Transparent Vitreosil apparatus must be given special care, as cleanliness is most important. At the working
temperature many materials combine with silica and cause stains or devitrification. In addition to normal cleaning the
surfaces are wiped with cotton wool dipped in alcohol. The cleaned surfaces must not be handled as finger marks are
sufficient to cause devitrification.
Hydrofluoric acid, in concentrations of 10-40%, is often recommended for cleaning heavily contaminated glass
surfaces. This acid can cause serious and painful burns. Reliable watertight rubber gloves must be worn and the hands
should be coated with anti-acid barrier cream. The gloves should be carefully rinsed in tap water before taking them

Although the art of fabricating glassware from tubing involves blowing, with the mouth or using air pressure from
some other source, to shape or reshape the molten glass, it is generally considered that such blowing plays a minor,
though essential, part in the work. In general, the glassblower acquires skill in blowing from experience.
However, when a technician undertakes a course in laboratory glassblowing, he will have but limited time to acquire
extensive experience and must rely on a rather poor substitute, instruction.
The magnitude of the excess internal pressure required to blow out molten glass depends on three factors:
(1) The wall-thickness of the glass.
(2) The temperature of the molten glass, and therefore its surface tension and viscosity.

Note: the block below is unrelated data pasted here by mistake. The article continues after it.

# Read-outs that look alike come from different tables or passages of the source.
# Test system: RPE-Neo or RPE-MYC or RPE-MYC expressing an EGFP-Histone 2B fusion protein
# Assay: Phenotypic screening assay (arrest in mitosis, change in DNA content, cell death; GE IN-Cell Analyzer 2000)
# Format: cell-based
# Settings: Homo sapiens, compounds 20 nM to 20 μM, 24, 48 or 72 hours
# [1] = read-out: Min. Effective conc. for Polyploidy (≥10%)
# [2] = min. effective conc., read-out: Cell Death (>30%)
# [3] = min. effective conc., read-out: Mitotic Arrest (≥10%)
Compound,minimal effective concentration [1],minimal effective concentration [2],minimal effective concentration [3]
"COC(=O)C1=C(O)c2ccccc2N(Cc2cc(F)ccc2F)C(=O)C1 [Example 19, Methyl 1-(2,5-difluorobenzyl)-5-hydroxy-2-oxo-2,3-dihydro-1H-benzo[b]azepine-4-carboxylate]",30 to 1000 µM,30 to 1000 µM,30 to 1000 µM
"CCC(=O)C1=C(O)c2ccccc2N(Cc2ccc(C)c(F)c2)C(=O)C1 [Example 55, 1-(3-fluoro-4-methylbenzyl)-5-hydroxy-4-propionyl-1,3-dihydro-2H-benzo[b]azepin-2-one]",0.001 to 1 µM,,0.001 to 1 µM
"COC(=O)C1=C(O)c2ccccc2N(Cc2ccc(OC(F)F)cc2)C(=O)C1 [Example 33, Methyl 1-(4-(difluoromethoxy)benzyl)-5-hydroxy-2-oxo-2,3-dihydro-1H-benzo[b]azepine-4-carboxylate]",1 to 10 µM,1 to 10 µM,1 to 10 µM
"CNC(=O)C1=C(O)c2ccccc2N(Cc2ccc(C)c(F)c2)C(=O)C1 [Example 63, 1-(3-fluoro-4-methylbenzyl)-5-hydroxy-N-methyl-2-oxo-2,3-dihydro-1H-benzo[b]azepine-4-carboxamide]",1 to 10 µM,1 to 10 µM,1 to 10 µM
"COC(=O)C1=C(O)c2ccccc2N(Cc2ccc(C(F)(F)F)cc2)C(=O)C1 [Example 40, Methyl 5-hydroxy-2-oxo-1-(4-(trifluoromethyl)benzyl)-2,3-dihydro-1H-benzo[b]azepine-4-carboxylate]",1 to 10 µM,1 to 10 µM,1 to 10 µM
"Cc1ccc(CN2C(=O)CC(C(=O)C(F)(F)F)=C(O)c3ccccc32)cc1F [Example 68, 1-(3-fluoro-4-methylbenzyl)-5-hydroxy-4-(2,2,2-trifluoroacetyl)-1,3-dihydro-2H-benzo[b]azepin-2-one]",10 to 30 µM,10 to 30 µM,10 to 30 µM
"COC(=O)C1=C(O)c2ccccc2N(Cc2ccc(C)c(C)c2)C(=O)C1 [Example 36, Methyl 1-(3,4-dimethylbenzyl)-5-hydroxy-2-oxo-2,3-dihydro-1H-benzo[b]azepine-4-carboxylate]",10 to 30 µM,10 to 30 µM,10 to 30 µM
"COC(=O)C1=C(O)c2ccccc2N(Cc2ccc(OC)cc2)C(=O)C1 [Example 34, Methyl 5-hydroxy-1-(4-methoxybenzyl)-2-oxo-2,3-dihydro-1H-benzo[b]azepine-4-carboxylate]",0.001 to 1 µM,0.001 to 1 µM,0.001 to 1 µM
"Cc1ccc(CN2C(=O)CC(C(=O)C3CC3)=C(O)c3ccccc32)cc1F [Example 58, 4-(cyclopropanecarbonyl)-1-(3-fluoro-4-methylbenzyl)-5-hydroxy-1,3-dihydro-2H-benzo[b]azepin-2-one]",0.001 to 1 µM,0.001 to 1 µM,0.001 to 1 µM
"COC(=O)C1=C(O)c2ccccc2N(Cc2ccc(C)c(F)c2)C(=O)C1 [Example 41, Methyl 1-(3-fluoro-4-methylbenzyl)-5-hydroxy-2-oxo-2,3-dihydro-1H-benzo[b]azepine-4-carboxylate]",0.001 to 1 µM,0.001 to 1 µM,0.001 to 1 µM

(3) The internal diameter of the heated tube or bulb.
Thick-walled glass requires rather greater excess internal pressure to blow it up than thin-walled glass. It is therefore
important that the molten glass be of nearly uniform wall-thickness. Small variations in wall-thickness can be removed
by first blowing gently to shape the thin sections, which cool first, then increasing the air pressure to blow up the
thicker glass, which cools more slowly and will remain plastic for a longer time.
Since the viscosity increases rapidly as the glass cools, it is clearly necessary to have the glass really hot if subsequent
work will involve blowing. It is inconvenient to measure the temperature of the heated glass, so there is no substitute
for experience in estimating when the glass is hot enough for the operation envisaged.
It can easily be shown that the excess pressure inside a spherical liquid bubble of negligible wall-thickness of surface
tension λ and radius r is P (see Fig. 3.1), where P = 4λ/r.
The excess internal pressure required to expand this bubble will be P1 where P1 > P. Since λ for any type of glass will
depend on the temperature only, then at any given temperature
P is inversely proportional to r